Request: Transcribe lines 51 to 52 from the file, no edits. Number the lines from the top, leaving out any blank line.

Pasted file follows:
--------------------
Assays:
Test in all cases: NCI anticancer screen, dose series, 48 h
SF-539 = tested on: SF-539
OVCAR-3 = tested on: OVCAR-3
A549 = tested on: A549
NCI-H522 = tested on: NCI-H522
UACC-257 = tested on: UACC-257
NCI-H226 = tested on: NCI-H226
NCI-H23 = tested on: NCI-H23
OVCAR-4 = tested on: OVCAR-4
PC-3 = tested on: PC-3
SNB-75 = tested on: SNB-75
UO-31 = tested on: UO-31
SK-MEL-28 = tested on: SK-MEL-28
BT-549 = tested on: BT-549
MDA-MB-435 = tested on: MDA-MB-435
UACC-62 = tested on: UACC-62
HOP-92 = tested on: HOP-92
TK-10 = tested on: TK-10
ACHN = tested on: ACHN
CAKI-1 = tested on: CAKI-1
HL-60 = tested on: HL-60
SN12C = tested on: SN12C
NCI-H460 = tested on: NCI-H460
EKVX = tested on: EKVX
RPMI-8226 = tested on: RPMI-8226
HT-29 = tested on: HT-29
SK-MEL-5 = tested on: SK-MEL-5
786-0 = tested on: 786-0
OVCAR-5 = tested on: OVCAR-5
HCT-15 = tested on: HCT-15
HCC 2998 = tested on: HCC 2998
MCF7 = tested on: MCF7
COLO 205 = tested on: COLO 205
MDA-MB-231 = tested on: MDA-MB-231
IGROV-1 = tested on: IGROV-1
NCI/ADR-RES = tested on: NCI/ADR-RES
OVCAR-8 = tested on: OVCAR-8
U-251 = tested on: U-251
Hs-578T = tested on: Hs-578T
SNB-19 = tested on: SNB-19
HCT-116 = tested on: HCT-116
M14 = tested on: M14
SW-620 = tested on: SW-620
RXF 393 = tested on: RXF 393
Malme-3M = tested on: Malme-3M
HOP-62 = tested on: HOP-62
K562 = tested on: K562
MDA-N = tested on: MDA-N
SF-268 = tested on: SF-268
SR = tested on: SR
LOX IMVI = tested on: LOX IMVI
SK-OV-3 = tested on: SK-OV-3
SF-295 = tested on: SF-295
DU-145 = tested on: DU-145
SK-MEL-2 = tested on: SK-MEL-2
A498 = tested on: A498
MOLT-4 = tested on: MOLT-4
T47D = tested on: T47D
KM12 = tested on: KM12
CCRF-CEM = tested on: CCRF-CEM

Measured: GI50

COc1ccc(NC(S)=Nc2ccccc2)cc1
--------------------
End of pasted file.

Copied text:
SR = tested on: SR
LOX IMVI = tested on: LOX IMVI